Meditations (Spirituality): Own Your Own Darkness
Own Your Own Darkness
This is the third in a series of columns on the deepest and most timeless questions facing the human being. In the first I examined God, nature, and religion; in the second I explored human consciousness in the cosmos. In this piece I will investigate the nature and operation of evil.
What is the origin of evil? Is nature ever evil, or does it only exist as a by-product of human consciousness? Is evil an individual or collective phenomena? Does it have intentionality? Is evil growing, or is it a constant? How can one protect oneself from it?
These are some of the questions I’ve inquired into regarding this most vexing of philosophical subjects. Like most modern people, I used to think that evil was an amorphous thing, a psychological rather than metaphysical (i.e. unexplained) reality. In this view evil is an individual rather than a collective phenomena, lacking intentionality, seen somewhat like sewage water flowing to the lowest level.
An experience in the Soviet Union a year before its dissolution rudely showed me otherwise. I had been working with a powerful Russian businessman and staying in his family’s apartment for a couple weeks. He had two fine boys. The eldest son turned 13 while I was there and I was invited to a special dinner to commemorate his entry into manhood.
After dinner, during which the adults had a couple of vodkas, I was feeling enfolded in the hospitality and warmth of the family as we rode back to the apartment through the gray snow and grim streets of Moscow in January. I hadn’t felt even a twinge of homesickness to that point.
I was sitting in the front with the driver, and all four family members were in the back, with the youngest son on his mother’s lap. Andrei’s wife said something about evil in relation to the Stalin era. Off the top of my slightly inebriated head, I said, “evil exists, but if you remain with your fear, it can’t enter you.”
A metallic voice, which came through Andrei and sounded like it emanated from a kilometer away, replied in the most malevolent tone I’ve ever heard: “Is that so?” I felt a tremendous menace, and instantly experienced fear as I’d never experienced it before--terror really. Immediately the fuzzy family feeling, accentuated by the vodka, was replaced by a sense that I was on the backside of the moon and in mortal danger. The reversal was so intense that I could not speak.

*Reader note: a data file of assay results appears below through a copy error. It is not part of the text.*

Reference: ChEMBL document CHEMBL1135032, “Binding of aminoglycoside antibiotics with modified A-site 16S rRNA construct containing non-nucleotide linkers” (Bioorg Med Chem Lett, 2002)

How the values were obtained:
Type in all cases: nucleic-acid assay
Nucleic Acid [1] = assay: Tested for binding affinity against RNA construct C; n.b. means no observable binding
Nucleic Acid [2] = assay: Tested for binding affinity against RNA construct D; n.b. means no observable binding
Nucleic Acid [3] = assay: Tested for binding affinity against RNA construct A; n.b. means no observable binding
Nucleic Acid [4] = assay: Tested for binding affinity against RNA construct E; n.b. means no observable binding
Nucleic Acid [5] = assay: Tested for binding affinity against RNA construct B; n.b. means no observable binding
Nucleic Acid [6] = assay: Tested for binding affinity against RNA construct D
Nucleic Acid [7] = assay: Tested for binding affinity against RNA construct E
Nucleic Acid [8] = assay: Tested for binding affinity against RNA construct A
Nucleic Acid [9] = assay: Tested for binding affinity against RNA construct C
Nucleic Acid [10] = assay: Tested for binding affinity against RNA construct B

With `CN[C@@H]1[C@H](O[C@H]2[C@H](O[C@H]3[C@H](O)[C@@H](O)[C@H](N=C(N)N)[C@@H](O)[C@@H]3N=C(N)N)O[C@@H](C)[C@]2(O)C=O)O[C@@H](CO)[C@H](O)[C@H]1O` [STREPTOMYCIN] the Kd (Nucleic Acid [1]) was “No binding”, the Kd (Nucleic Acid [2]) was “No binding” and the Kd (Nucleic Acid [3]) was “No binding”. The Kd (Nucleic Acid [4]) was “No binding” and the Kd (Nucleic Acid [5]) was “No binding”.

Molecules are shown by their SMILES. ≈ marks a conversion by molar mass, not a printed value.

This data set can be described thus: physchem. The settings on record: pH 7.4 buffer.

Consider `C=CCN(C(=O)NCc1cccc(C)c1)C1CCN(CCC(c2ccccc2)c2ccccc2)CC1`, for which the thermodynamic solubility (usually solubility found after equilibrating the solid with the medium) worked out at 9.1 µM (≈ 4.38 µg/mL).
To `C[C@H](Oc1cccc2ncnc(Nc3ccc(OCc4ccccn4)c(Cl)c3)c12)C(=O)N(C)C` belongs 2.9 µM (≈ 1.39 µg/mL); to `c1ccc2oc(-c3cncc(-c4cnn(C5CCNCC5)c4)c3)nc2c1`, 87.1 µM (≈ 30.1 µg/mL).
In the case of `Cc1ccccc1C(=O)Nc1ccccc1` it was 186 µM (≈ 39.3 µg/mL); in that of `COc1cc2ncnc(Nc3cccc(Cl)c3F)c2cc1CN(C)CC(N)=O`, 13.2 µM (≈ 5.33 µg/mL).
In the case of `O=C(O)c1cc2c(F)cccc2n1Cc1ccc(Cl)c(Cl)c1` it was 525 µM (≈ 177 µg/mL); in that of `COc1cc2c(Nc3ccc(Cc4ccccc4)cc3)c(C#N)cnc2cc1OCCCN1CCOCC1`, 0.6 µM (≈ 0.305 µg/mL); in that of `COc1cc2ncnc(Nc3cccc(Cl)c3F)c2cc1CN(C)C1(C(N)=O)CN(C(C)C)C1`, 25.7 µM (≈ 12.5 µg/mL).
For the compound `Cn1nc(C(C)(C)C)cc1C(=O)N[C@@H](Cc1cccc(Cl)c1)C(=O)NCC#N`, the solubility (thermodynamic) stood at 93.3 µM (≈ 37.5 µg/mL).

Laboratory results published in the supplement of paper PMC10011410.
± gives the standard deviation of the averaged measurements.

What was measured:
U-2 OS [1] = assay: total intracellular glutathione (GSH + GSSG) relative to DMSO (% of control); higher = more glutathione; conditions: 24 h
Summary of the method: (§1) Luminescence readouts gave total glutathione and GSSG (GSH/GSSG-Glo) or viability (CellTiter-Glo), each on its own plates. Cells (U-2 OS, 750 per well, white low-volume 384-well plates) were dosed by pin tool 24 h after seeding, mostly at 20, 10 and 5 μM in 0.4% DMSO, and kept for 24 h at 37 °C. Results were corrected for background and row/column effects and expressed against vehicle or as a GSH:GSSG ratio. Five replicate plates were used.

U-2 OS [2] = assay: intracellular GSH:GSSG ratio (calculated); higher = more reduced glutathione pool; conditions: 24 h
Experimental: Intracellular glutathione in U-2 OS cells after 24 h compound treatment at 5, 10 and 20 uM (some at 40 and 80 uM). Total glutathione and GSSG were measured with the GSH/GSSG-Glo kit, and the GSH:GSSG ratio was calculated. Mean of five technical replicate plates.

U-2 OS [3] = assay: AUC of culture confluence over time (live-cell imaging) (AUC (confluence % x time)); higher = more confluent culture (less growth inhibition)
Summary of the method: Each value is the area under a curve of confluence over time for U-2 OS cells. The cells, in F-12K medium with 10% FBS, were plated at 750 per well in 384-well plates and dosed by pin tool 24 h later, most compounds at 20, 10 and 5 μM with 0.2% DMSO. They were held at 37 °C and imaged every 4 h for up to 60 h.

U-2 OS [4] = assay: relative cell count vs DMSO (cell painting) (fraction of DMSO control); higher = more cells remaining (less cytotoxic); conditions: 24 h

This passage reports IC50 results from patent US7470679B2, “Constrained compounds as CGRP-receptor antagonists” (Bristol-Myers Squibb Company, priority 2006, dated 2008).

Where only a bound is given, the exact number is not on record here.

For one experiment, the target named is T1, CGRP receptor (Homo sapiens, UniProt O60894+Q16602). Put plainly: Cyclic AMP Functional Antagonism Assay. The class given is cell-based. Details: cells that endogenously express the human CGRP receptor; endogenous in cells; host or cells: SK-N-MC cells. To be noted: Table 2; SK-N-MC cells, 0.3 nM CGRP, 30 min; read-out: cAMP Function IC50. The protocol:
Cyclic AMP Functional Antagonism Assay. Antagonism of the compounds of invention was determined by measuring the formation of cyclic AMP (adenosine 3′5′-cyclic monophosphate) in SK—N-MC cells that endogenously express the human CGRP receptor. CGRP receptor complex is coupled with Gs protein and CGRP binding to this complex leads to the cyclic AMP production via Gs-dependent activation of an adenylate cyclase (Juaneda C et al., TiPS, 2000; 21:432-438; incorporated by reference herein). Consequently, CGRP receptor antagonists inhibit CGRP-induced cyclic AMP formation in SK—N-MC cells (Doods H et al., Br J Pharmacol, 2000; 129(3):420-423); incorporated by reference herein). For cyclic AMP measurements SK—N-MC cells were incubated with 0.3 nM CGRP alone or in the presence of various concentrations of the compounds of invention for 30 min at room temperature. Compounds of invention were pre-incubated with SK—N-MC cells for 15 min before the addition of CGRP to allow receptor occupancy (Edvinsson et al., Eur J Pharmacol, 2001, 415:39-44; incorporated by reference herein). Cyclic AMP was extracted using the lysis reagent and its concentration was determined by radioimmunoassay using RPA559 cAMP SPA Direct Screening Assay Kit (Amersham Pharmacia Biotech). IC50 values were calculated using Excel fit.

Without remembering what I said, I did what I had blithely said one must do when faced with evil: remain with one’s fear. Slowly the terror eased, and then passed, but I had been changed forever. If I had not done what I said, I’m certain I would have been inwardly destroyed. It took months for me to understand what happened, and years to reach a basic understanding of the nature and operation of evil.
Evil can be confused with many things—the feeling of empty darkness at the very edge of the known, for example. But it is not that. Evil is the intentional movement of darkness within human consciousness. It does not exist in nature, though some animals may be able to absorb it from being around humans. (The movie “The Ghost and the Darkness,” a more or less true story about a pair of man-eating lions in British East Africa in the late 19th century, frighteningly conveys that possibility.)
Though evil is thousands of years old (no doubt as old as humanity), it is man-made, and so can be understood, faced, and ended. Evil arises from personal darkness, but it isn’t individual.
People make themselves conduits for evil through the willful ignorance of the darkness within them. Adapting to North American culture, saturated as it is with darkness, has made many people inwardly dead (or ‘numb,’ as it’s often put euphemistically).
Evil flows easily through dead people who don’t care, like a current through a copper wire. (Another movie amongst the multitudes reflecting Hollywood’s obsession with the subject, “Fallen,” with Denzel Washington, got it half right in my view, if you subtract the theology.)
Evil may be a kind of shared death wish, seeking to break the human spirit and destroy the spiritual potential of the human being. Rigorous self-awareness is one’s only true protection. It also turns the tables on evil, since it can only work by attacking and exploiting one’s flaws and weaknesses. By learning continuously about oneself through watching and questioning one’s reactions, evil cannot enter and take control of one’s life.
Many people now have bottomless black pools for eyes (“the walking dead”). Look for those who still have light in them. But above all, own your own darkness, and thereby, keep learning and growing.
- Martin LeFevre is a contemplative, and non-academic religious and political philosopher. He has been publishing in North America, Latin America, Africa, and Europe (and now New Zealand) for 20 years. Email: firstname.lastname@example.org. The author welcomes comments.